It was in the early morning hours on Dec. 7, 1941, when U.S. Navy Sailor Richard Young noticed explosions and saw planes diving while stationed on the USS Worden.

“They looked unfamiliar and when we looked across the Harbor, we saw great columns of smoke rising,” Young wrote in his diary. “At first we thought it was practice but when we saw USS Utah get hit, we manned our guns immediately.”

Young, 99, and living at Virginia Mennonite Retirement Community in Harrisonburg, survived the bombing of Pearl Harbor.

As Young celebrates his 100th birthday this Memorial Day with his family, he remembers those he served with that did not make it back home.

“It is hard to express the deep sadness that overcame the members of our crew as we steamed out of the harbor that day,” Young wrote in his diary. “We were extremely proud of the Navy, and our hearts would have been broken [if] only one of our great ships had been sunk. But to see all of them either sunk or sinking, and our entire fleet virtually decimated, was almost more than we could bear. It was not that we were afraid, or even that we thought that the Japanese could beat us; it was the loss of the ships and the men that tore us up.”

A Patriotic Veteran

Born in Rapides Parish, La., Young enlisted in the Navy at 19. In the Navy, he served as a sailor on a destroyer, the USS Worden, and in the battles of Pearl Harbor, Midway, Coral Sea and Guadalcanal, and in the invasion of Sicily.

Young wrote in a journal during the attack, he and his younger brother, Herb, were stationed on the USS Worden but in different gun stations. The ship was among the first to respond, Young said, and they were credited with downing one plane.

Young, who is in memory care at VMRC, remembers serving in the U.S. Navy and surviving Pearl Harbor, but does not remember all the details. He logged diary entries during his time in the service, and wrote a reflection from the attack 50 years later.

In his diary, Young wrote that on December 7, he and his fellow castmates “would ram by hand and fire as quickly as possible.”

“There were five of us destroyers tied up to Dobbin so we made a large target,” he wrote. “One squadron of planes tried to bomb us but we drove them away with anti-aircraft fire. However, one bomb hit 50 ft. off our fantail. One of our machine gunners brought down a plane.”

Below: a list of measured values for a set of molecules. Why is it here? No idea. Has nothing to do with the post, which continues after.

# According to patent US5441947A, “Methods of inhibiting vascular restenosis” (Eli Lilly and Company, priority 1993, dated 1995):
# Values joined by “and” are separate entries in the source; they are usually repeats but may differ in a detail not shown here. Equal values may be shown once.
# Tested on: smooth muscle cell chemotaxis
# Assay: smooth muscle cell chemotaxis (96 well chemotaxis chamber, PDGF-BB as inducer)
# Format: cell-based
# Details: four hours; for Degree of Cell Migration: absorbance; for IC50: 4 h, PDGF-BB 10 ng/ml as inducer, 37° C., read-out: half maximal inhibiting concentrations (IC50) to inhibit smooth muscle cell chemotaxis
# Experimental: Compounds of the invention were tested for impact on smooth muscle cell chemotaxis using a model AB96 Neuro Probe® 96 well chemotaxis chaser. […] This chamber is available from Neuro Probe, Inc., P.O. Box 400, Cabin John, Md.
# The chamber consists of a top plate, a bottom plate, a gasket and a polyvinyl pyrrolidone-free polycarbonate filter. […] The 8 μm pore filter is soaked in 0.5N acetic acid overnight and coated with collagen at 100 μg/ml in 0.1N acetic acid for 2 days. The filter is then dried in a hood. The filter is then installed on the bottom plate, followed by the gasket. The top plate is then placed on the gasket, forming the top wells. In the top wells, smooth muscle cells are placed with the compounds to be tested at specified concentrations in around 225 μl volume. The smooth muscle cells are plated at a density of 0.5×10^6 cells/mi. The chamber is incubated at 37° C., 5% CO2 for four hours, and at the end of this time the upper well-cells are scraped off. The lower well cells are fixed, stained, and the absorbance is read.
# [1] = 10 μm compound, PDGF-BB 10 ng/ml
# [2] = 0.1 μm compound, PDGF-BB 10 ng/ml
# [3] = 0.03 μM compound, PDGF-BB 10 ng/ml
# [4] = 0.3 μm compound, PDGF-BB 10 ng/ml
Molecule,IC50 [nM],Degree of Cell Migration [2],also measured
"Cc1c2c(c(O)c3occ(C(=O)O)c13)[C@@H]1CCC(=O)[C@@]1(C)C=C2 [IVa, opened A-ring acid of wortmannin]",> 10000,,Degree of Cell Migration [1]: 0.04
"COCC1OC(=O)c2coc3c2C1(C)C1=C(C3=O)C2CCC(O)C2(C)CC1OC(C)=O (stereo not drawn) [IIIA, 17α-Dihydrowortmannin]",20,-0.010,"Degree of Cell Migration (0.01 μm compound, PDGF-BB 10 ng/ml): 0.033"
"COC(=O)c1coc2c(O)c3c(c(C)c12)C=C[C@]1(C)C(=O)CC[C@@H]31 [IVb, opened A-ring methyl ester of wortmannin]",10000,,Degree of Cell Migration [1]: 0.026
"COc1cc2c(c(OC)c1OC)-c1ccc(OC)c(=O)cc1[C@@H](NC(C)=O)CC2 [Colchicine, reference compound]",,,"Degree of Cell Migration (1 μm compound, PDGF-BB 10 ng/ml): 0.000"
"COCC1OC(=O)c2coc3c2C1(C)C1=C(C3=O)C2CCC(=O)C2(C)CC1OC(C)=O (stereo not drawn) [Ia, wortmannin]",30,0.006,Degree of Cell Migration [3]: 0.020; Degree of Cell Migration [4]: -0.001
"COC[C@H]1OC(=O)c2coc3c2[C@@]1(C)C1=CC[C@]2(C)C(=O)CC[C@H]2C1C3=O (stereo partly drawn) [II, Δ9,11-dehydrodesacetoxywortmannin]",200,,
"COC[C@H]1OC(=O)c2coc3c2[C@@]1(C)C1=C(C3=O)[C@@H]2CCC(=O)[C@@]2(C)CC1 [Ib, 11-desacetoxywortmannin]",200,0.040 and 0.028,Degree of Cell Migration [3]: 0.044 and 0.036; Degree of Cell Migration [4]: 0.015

There was an hour of nearly steady firing, Young recalled. The noise was loud, almost loud enough to burst eardrums, and some men on the ship were killed from strafing.

“My memories of the attack center on the fear I felt as bombs threatened our lives, and the overwhelming sadness I experienced in seeing our great Navy virtually destroyed,” Young wrote in a journal. “I have vivid memories of the tremendous battleship, the U.S.S. Arizona, split open like a tin can with smoke and flames billowing out. I can still see a lone seaman on one of the top decks of the U.S.S. West Virginia, battling a consuming blaze with a small hose. I see the Oklahoma capsized, the California resting on the bottom, and the Nevada beached at the mouth of the harbor.”

Fifty years later, Young wrote that despite his experience, he hasn’t felt any animosity toward the Japanese.

“Whether this springs from a deeply held belief that we ought to forgive, or from the knowledge that all of us have transgressed, or simply from the mere passing of time, I do not know,” Young wrote. “But I do know that whereas during the war I hated the Japanese with a fiery hatred, I now look upon them as brothers and sisters.”

For some survivors, that pain has never abated, Young wrote.

“But rather than fixing blame, or hurling accusations, or second-guessing those who made the best decisions they could during desperate times, or compensating those who were wronged, would it not have been better to simply bury the hatchet, and work for peace?” Young wrote.

Harrisonburg’s Centenarian

In 1944, Young went to officer training under the V-12 program at the University of Richmond, and later to the ROTC program at Duke University. He was given an honorable discharge in 1945, due to having contracted rheumatic fever.

He attended Louisiana State University on the G.I. Bill, earning both a bachelor’s and master’s degree in math — a subject he said he “always seemed to do well in.”

“You don’t get off a horse that’s running,” he said with a laugh.

While working on a teaching fellowship at LSU, he met his wife, Madge Mixon. Young recalled a time where he got coffee for all the other women in his Spanish class, except her, as a joke to make her jealous.

They married in 1948.

The couple moved to Houston, where Young began to work as an actuary. In 1957, he enrolled in the Austin Presbyterian Theological Seminary and worked in ministry at small churches in the deep South. While in Mississippi in 1963, Young was active in the Civil Rights Movement, working for the inclusion of all people in worship services.

Madge was very religious, Young said, and her faith influenced him.

“I recognize she was the proper person for me,” Young said.

In 1974, Young earned a Doctor of Ministry from Louisville Presbyterian Theological Seminary, and became the National Chaplain for the Pearl Harbor Survivors’ Association 10 years later.

Richard and Madge retired in the Massanetta Springs area of Rockingham County.

Madge died in September 2021.

Young’s family plans to have a celebration for him Monday. He has four children, six grandchildren and 12 great-grandchildren.

Contact Kellen Stepler at 574-6279 or kstepler@dnronline.com | Follow Kellen on Twitter at @KellenStepler

(1) comment

James Poplar

Great story by the DNR. Many World War II veterans are no longer with us and as time passes on the ones that I here will soon be gone and along with it their individual stories of self-sacrifice and service in a time when America’s very survival was in peril.

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